Ever since studying flash prose with Kathleen Rooney at the David Collins Writing Conference last year, I’ve been experimenting with short fiction. But a book of very short essays I’ve been reading has inspired me to start working with very short nonfiction as well. Here’s a result of that experimentation, still quite new (and quite rough), that I added to the instant anthology formed by participants at the Society of Great River Poets’ Creativity Camp at Langwood Education Center that I attended this past weekend. I’ll never abandon the novel as a form—no, never—but I am enjoying the skill and precision it takes to achieve such compression. I’d love to hear what you think of short prose in general and flash nonfiction in particular.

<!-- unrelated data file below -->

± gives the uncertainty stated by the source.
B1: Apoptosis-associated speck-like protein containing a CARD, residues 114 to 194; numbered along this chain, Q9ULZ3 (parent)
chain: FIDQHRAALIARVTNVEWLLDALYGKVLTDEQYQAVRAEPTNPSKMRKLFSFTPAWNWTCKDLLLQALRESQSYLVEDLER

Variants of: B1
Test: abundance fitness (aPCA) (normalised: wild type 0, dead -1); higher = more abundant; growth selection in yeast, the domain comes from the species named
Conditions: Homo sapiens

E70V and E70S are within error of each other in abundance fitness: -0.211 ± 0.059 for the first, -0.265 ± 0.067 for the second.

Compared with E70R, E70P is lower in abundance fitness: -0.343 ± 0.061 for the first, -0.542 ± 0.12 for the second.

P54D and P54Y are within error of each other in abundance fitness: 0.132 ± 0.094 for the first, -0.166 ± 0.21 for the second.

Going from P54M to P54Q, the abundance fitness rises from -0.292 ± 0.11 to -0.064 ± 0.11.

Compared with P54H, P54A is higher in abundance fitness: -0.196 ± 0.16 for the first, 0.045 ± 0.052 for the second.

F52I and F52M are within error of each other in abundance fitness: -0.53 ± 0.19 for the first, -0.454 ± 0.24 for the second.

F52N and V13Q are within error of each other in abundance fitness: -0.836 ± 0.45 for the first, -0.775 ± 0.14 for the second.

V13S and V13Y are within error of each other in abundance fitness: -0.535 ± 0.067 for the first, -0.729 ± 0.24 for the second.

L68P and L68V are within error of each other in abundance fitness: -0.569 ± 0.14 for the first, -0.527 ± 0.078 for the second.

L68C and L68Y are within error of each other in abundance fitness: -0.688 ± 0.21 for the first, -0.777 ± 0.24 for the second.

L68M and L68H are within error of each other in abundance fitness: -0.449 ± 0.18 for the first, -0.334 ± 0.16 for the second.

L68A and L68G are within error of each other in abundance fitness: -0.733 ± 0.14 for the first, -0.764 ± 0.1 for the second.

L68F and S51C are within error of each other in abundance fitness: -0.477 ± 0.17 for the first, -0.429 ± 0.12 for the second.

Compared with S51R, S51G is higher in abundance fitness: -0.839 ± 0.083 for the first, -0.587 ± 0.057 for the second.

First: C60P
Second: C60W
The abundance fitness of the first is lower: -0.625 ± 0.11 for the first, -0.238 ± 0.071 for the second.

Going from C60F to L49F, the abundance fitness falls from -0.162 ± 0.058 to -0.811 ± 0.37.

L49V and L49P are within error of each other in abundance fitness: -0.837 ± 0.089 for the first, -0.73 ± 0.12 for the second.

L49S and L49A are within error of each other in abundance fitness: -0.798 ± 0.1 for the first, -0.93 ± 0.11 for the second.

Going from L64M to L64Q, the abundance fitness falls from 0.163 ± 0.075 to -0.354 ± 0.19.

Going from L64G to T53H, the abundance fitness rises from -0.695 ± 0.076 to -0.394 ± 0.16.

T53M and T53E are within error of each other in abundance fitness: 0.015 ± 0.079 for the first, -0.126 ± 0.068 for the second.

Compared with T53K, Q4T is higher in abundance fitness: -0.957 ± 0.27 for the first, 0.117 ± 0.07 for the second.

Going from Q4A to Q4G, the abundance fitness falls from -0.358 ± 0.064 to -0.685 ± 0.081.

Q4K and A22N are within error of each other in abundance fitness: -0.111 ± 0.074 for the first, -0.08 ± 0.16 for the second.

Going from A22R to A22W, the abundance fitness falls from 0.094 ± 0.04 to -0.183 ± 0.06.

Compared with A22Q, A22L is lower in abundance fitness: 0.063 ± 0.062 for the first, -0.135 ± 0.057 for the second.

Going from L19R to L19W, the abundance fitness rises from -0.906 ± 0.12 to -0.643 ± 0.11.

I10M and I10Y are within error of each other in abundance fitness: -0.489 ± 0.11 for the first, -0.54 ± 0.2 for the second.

Two blocks from my house, I saw the rippling lights and thought, What is expected of a pedestrian when a funeral procession approaches? I was on the sidewalk, not in anyone’s way, but out of some instinct I stopped and clasped my hands together, head slightly bowed, as the hearse came toward me. I’ve been in the procession enough times to know it’s an insult to the bereaved to see other people going about their lives, unshadowed, untouched by tragedy. The hearse paced solemnly by and then it didn’t seem polite to disregard the rest of the retinue, cars in a string like beads, headlights blinking. I waited and a couple walking their dog joined me, pausing out of the same instinct, reverence for the mighty reach of death. We exchanged chat. Did I know whose funeral it was? I didn’t. Did I suppose they were going to St. Mary’s, up on Logan? Ah, I said. I’d been wondering where they were headed, where the beloved was to be interred. I observed the length of the line of cars. Some pillar of the community? They’re young drivers, she said. Ah, I thought again, the young always bring out crowds. Finally the last car departed and we all took a big relieved stride, headed back to our day and our tasks. We shared cheery goodbyes as if we had been through something together. I resumed my walk in a day with a new brightness to it, the trees outlined by light. The shadow had passed to the edge of my vision, not completely withdrawn, but with the sky so blue, the sun shining, the air warm and brilliant and full of spring, there didn’t seem any point in thinking about it, at the risk of calling it back.